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I currently have x86 Vista Ultimate installed on my PC I use for gaming, handbrake, etc. I was wondering if I had the media for x64 could I use my x86 license to install x64?


Please don't start thinking anything foul is going on because everything would be purchased with my own money. Since I am considering purchasing a version of Vista for another PC in the house I thought it may be worth installing x64 on both.


I would purchase a single x64 DVD use that key on the other PC and then install it with my x86 key on my PC.
 

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The key works for both x64 and x86 versions. All you need is the x64 disc. You can get one from ms directly by going here .
 

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well, I think there is a qualifier.


If you have an OEM version, the license is for one or the other. If you have a retail version, the license covers either version.
 

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Quote:
Originally Posted by steven975 /forum/post/14257310


well, I think there is a qualifier.


If you have an OEM version, the license is for one or the other. If you have a retail version, the license covers either version.

The oem key will still work with a 64bit disc and the other way around but the oem key will not allow you to obtain the 64bit disc through that site i posted above. if you have a friend with the 64bit disc just use that disc with your key.
 

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Dude, you may wanna hold off there for a bit, I know for a fact that Vista 64 is not nearly as stable as vista 32 and of course there are also some compatability issues. Some of your fave games wont even work in 64 bit Vista.


I am an employee of Robert Zohn, @ Value electronics, and I have also in my spare time built custom PCs for people, and if I were to build you a system (liquid cooled, of course) I would stick to the 32 bit version until at least SP2 or even windows 7. I just cannot see reccommending to anybody a 64 bit OS when there are just too many issues with compatability, especially for a gamer, to feel comfortable with it.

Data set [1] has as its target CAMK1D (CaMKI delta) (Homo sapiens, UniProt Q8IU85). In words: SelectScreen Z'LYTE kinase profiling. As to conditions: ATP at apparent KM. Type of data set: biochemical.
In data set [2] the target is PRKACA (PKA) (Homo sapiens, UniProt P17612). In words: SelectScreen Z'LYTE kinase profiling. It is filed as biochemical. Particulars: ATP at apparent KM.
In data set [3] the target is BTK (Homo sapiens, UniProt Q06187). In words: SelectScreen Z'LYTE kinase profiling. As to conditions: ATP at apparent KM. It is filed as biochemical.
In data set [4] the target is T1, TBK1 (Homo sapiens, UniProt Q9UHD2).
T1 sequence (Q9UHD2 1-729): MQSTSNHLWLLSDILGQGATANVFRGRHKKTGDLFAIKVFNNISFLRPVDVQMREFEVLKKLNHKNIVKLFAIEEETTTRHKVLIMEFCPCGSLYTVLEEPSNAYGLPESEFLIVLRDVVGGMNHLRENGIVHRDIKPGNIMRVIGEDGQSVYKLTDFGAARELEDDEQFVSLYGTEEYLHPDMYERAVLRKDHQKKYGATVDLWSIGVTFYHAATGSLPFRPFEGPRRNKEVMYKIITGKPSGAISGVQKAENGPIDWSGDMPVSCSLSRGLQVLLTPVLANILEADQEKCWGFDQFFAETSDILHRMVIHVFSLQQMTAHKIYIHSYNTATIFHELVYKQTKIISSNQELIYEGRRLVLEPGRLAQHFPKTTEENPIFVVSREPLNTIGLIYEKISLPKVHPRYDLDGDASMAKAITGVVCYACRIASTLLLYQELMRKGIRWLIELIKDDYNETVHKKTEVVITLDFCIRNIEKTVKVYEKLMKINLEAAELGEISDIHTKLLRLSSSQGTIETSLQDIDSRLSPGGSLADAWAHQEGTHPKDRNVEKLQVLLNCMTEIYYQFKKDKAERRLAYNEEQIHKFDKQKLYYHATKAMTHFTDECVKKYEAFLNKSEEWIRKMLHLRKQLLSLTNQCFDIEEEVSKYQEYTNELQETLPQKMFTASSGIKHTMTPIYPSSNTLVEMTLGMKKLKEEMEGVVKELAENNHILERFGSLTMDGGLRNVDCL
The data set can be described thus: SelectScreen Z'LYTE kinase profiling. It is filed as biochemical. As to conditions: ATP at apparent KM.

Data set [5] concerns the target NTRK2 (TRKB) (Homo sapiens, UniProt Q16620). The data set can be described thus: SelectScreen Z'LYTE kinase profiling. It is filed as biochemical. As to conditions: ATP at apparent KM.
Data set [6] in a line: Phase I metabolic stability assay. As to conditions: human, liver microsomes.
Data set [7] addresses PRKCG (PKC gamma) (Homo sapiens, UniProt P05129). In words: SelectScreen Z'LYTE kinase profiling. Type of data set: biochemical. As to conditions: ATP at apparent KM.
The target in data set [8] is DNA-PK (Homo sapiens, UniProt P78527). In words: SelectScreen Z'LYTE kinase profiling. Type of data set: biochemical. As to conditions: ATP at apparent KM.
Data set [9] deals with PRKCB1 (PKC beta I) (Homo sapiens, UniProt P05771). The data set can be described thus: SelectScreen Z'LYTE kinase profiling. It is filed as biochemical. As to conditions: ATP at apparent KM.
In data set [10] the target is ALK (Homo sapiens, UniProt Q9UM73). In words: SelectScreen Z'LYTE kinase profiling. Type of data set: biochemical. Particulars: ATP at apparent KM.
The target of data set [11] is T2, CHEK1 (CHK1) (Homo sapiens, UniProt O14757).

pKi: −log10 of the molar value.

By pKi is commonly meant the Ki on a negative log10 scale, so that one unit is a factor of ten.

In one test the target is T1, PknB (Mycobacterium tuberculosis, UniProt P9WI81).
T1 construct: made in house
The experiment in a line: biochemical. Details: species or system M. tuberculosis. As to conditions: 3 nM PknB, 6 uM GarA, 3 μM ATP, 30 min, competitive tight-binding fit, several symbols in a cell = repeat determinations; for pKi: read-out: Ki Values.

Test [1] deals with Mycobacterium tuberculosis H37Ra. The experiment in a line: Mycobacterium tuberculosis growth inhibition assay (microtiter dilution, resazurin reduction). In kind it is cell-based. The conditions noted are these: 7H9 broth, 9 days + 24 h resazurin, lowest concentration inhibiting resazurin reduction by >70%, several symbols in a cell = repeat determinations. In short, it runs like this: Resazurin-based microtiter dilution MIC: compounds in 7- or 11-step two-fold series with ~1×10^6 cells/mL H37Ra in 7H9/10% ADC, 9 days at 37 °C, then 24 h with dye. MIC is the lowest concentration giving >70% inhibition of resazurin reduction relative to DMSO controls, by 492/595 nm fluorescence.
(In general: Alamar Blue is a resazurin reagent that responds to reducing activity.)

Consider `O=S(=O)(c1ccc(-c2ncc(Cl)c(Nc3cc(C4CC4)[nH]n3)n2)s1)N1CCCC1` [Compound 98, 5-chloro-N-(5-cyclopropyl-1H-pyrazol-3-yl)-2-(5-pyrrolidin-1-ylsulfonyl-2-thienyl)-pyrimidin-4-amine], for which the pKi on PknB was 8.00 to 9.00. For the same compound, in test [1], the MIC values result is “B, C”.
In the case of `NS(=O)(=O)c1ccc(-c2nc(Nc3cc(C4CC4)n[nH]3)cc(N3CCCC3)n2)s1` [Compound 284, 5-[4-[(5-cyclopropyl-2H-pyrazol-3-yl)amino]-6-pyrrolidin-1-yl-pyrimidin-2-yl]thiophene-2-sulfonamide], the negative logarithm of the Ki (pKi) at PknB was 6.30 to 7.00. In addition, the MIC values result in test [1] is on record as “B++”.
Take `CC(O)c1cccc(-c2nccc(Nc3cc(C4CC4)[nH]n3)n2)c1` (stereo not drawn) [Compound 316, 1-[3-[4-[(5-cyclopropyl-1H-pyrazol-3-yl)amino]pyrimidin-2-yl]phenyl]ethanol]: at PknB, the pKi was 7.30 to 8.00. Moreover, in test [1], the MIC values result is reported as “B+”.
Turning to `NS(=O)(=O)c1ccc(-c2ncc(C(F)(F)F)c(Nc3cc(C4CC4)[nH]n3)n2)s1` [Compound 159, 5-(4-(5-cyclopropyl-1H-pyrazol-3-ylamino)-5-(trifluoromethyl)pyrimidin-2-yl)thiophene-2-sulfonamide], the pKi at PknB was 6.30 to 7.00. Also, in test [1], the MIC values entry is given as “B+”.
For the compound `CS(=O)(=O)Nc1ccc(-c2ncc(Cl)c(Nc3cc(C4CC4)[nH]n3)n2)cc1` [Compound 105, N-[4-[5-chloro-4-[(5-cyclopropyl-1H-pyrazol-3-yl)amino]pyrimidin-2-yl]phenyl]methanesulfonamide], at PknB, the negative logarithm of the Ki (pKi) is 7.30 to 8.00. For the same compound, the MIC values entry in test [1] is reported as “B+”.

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I can state that i know for a fact that it is just as stable as 32bit. :p Very few games will not run. I just installed diablo 2 a few weeks ago, a game that was released 8 years ago, and it runs great. Any thing with 16bit code will not work though. Just google some of your favorite games and see if they work in vista64. As for hardware, you just have to make sure that there are 64bit drivers for your hardware. Ive been using vista since release. i installed the 32bit version because 64bit drivers were lagging behind a little bit back then. When i got a new motherboard i installed 64bit and have not noticed a single difference in stability at all. I can not think of one game that i have not been able to install as well.
 

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Yea I can also vouch for 64 bit Vista, all my games work flawlessly aside from one or two but that was a coding error regarding Multiple CPU's which can be fixed by running a program called CPU Control. 16 bit programs do not work, I'm not sure theirs a way to make them work either. I transitioned from 32 bit Vista Home to 64 bit Vista Home and I found that 64 bit actually made my computer run better, the start up time was also significantly reduced.
 

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Yeah, I had absolutely no issues with x64 for gaming. It was the HTPC purposes that gave me issues (mostly that two different brands of dual tuner analog TV cards don't work with more than 4 GB RAM).
 

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If you are even thinking about having two video cards you should go 64 bit. That 4GB limit for 32 bit applies to the sum of all memory in the computer. From cache in the CPU to the DDR3 in your video card. You would be lucky to get 2.5GB of system RAM utilized if you ran a Xfire or SLI setup with two 512MB cards.


Also, having 4GB of RAM in Vista64 has a nice bonus due to Superfetch. After running for a couple weeks the system pretty much figures out your usage patterns. I don't use a ton of apps, but Word, Excel, Powerpoint, Firefox, Outlook, and UT3 (my current fav) just snap-on when I start them since the programs have been pre-cached into RAM. I will soon bump up to 8GB and I might even turn off the swap drive when I do...
 

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"I will soon bump up to 8GB and I might even turn off the swap drive when I do..."


So you want to intentionally kill performance? Okay then...


Remember how you were just talking about how awesome Superfetch is? (It is.) Well, if you have to hold all the unused crap that would normally be cached to the drive in RAM instead, you suddenly have no room to take advantage of Superfetch. There was a time, long, long ago, when disabling your swapfile made sense under very specific instances. That time has never had any relation to the NT kernel that we consumers have been running on for the last 9 years.
 

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Been using 64-bit for months now. I play the occasional DOS game like King's Bounty or Colonization of the New World, and everything works.
 
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